• Sibabrata Das
  • Alex Mourmouras
  • Peter Rangazas
Part of the Springer Texts in Business and Economics book series (STBE)


In this chapter we study migration to the city and its effects on urbanization. In previous chapters we studied how the structural transformation affects economic growth and, in particular, how migration to the modern sector may alter private sector behavior. Here, we focus on the question of the best pace of urbanization as it relates to the allocation of rural and urban government services. Our motivation comes from the fact that the vast majority of governments around the developing world are concerned about the adequacy of public goods provision and the crowding associated with rapid urbanization (Bloom and Khanna (2007)). In this sense, the structural transformation, which generally raises economic growth, can occur too quickly. A second important issue we address is the role politics plays in exacerbating rural-urban inequalities. As first stressed by Lipton (1977), the disproportionate political power of urban interests (the “urban elite”) in some developing countries’ economic policies may distort the allocation of government services, exacerbate rural-urban inequalities, and intensify migration beyond efficient levels.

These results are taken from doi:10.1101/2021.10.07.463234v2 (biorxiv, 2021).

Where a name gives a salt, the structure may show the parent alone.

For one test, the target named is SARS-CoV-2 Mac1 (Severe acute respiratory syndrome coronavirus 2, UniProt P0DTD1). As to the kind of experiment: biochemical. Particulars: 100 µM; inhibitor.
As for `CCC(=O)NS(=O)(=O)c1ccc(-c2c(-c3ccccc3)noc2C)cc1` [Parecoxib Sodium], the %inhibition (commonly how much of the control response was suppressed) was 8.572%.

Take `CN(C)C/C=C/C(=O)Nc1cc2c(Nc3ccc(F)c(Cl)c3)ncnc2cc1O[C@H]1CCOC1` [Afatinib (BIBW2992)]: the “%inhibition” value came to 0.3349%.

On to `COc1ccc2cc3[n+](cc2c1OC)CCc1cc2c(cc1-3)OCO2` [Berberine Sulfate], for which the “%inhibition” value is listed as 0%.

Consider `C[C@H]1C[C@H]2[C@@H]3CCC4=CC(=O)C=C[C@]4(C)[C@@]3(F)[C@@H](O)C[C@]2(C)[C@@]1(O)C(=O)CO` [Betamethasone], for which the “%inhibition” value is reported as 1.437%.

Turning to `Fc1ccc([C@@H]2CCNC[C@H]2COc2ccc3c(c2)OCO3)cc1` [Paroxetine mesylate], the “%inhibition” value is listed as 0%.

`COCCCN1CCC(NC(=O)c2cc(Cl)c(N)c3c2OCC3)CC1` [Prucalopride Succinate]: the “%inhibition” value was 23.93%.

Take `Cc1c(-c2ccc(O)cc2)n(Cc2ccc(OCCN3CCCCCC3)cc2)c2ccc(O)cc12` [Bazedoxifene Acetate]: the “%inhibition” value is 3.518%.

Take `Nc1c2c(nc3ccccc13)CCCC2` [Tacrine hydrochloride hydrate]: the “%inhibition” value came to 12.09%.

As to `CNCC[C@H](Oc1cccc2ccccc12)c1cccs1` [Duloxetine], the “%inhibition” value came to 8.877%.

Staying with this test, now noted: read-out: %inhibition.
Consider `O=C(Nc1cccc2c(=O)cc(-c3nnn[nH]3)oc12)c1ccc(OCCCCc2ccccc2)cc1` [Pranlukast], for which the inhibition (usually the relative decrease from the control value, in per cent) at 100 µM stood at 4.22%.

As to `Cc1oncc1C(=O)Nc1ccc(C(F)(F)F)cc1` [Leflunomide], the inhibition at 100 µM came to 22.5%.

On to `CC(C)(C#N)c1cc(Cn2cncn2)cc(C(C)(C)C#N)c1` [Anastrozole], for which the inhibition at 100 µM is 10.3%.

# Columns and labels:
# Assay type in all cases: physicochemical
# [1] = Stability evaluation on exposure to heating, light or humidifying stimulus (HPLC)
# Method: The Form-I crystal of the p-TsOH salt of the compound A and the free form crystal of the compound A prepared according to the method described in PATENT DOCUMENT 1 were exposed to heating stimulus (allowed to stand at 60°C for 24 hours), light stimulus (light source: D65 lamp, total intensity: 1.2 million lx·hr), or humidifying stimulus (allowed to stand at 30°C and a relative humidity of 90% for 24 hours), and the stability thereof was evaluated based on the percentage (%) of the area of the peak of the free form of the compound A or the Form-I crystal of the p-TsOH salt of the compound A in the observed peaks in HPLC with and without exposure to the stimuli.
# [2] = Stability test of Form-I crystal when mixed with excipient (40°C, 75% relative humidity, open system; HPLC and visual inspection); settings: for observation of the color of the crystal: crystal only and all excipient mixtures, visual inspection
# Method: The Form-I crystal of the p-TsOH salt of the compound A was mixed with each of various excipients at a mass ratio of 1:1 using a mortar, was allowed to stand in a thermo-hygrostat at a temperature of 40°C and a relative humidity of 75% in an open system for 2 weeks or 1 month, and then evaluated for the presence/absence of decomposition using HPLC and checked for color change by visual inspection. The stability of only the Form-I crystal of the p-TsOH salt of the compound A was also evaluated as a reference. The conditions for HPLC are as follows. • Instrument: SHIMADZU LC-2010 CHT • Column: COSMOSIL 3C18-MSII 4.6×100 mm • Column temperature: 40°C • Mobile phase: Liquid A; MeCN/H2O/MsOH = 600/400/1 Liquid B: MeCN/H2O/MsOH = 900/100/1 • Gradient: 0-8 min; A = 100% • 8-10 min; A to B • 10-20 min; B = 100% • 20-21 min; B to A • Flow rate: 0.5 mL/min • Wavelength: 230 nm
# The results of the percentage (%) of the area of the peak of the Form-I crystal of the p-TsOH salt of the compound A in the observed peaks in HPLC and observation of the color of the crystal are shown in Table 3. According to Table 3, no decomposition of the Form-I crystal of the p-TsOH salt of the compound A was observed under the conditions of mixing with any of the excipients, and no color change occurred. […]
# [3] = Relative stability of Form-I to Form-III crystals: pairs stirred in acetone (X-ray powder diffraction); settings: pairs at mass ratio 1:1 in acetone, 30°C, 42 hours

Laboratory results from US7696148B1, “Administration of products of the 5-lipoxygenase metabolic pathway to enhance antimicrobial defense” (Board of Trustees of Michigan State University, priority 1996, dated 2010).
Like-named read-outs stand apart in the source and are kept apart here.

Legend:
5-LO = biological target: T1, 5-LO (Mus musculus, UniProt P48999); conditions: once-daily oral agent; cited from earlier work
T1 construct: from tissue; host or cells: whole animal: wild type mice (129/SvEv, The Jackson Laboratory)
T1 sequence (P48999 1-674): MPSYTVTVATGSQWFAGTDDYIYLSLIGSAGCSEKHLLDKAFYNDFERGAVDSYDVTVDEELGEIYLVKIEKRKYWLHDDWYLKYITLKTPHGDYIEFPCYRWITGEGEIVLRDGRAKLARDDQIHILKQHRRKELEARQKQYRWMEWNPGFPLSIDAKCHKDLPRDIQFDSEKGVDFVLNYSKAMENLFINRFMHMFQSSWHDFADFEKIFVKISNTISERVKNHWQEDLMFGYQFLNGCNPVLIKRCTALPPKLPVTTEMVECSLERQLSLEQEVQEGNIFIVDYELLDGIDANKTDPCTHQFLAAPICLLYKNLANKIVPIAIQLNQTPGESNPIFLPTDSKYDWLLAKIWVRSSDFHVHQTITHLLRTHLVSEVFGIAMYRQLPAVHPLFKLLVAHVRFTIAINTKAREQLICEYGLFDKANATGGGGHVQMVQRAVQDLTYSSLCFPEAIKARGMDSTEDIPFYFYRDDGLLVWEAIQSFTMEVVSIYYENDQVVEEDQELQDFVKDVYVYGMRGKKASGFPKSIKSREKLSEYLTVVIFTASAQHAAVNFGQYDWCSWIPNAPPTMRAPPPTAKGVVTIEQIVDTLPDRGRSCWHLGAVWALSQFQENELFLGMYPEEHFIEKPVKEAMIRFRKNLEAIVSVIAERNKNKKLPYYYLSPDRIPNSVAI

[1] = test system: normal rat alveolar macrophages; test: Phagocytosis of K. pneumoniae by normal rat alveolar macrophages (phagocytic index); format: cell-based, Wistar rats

Government Service Production Disproportionate Political Power Urban Bias Urban Sector Rural Sector 
These keywords were added by machine and not by the authors. This process is experimental and the keywords may be updated as the learning algorithm improves.


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Copyright information

© Springer International Publishing AG, part of Springer Nature 2018

Authors and Affiliations

  • Sibabrata Das
    • 1
  • Alex Mourmouras
    • 2
  • Peter Rangazas
    • 3
  1. 1.Strategy, Policy & Review DepartmentInternational Monetary FundWashington, DCUSA
  2. 2.International Monetary FundWashington, DCUSA
  3. 3.Department of EconomicsIndiana University-Purdue UniversityIndianapolisUSA

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